KCSDV’s Legal Assistance for Victims Project Impact
- December 22, 2020
- Posted by: Lucca Wang
- Categories: 2020, All News & Blog Posts
The Legal Assistance for Victims Project (LAV Project) at KCSDV is building an LAV Attorney Network of trauma informed attorneys across the state. It is connecting and providing sexual assault survivors with crucial legal assistance and representation they need. The LAV Project seeks to fund legal representation for the various issues that victims of non-intimate partner sexual violence encounter. A non-intimate partner is a person who is not a current or former spouse or current or former dating partner. A non-intimate partner includes family members, neighbors, friends, acquaintances, and coworkers.
By building collaborations along with an LAV Attorney Network, the LAV Project will improve representation available for Kansans who are victims and survivors of rape, sexual assault, and sexual harassment.
On December 11, 2020, KCSDV hosted National Director of Training and Technical Assistance of the Victim Rights Law Center Jessie Mindlin, Esq. Mindlin presented the training “Trauma-Informed and Survivor-Centered Legal Intakes: What Lawyers Need to Know to Serve Sexual Violence Survivors.”
Mindlin discussed five core principles of a trauma-informed legal intake, provided tips to help build rapport with a sexual violence survivor client, reviewed grounding techniques, and explored ideas on how to collaborate with survivors while working together to identify their legal needs and effective strategies to support their healing and recovery. Over 35 attorneys, including LAV Network Attorneys and Kansas Legal Services attorneys, as well as many KCSDV coalition member program staff attended.
The project is also distributing the quarterly LAV Project Newsletter to the attorney network. The newsletter focuses on the importance of being victim-centered and trauma-informed as well as providing a deeper understanding of what is meant by “sexual violence.”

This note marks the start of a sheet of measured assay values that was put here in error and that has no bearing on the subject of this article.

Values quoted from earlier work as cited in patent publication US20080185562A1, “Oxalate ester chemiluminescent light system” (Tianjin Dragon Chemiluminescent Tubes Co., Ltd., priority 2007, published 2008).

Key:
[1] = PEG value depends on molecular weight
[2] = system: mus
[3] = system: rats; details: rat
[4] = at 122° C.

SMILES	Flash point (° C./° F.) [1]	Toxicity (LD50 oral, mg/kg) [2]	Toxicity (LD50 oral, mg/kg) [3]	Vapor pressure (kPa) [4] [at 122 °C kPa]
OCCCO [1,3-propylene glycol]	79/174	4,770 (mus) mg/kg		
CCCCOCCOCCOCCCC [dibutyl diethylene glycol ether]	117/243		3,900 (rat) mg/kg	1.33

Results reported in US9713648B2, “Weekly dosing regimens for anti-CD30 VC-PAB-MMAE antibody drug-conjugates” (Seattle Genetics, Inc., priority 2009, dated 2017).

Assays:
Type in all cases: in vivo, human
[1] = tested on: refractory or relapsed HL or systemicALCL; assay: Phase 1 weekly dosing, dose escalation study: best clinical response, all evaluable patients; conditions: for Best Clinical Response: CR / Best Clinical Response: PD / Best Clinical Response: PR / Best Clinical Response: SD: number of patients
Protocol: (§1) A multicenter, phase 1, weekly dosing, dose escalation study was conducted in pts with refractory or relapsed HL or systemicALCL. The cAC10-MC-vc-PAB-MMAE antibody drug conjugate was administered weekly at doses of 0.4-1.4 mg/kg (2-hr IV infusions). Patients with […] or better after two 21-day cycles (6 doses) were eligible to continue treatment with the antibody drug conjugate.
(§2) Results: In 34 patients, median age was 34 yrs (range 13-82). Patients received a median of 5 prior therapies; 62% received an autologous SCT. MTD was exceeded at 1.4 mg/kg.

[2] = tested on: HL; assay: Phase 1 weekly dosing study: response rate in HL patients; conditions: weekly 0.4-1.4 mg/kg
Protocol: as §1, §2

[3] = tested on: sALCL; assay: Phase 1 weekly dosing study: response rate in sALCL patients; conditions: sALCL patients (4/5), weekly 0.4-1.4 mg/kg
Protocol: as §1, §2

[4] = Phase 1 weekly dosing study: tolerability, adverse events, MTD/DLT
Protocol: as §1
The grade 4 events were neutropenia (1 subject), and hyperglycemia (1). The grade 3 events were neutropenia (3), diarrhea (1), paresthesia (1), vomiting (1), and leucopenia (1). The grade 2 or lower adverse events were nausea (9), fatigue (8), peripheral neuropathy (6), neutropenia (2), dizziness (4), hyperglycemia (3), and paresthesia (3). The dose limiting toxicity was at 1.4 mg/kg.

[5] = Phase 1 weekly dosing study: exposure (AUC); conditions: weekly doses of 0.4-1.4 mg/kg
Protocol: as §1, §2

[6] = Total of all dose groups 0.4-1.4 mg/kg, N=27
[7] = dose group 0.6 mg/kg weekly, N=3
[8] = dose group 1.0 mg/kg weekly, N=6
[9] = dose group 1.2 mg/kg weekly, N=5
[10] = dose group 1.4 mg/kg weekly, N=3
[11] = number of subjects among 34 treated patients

Sexual violence encompasses sexual abuse, sexual assault, sexual harassment, and other sexual violations. The impacts of sexual violence for a survivor can result in emotional, physical, and legal needs in the aftermath of the violence the survivor experienced. These effects can have life-long impacts and an appropriate response can be critical to helping reduce these negative impacts.
As part of the LAV Project, survivors who need legal assistance are matched with attorneys, depending on the survivor’s needs. The survivor might need legal representation in the areas of employment, housing, finances, or education. Survivors might need help with protection order hearings. Survivors might face confidentiality and privacy rights issues that impact their safety and security.
Survivors apply to the LAV Project with their local direct victim services program victim advocate. Victim advocates working with a survivor completing an application can submit the application to KCSDV’s LAV Project staff. If the application is approved, KCSDV’s LAV Project staff contacts the survivor with the name of an attorney to schedule a legal consultation. The survivor and the attorney then decide whether to move forward with the survivor’s case.
Questions about the project can be directed to KCSDV . Additional resources may be available even if the survivor’s case might not qualify for the legal representation available through the LAV Project.
If you are an attorney or know of an attorney who is interested in representing victims of sexual violence and joining the project’s LAV Attorney Network, please contact KCSDV’s LAV Project staff at LAV@kcsdv.org to learn more about the scope of the project and how you can help.
The LAV Project is funded by the U.S. Department of Justice Office of Violence Against Women for programs authorized by the Violence Against Women Act (VAWA). Learn more about KCSDV’s work in legal assistance for victims via the KCSDV website at https://www.kcsdv.org/what-we-do/legal-assistance/.
This project was supported by Grant No. 2019-MU-AX-0021 awarded by the Office on Violence Against Women, U.S. Department of Justice. The opinions, findings, conclusions, and recommendations expressed in this publication are those of the author(s) and do not necessarily reflect the views of the Department of Justice, Office on Violence Against Women.
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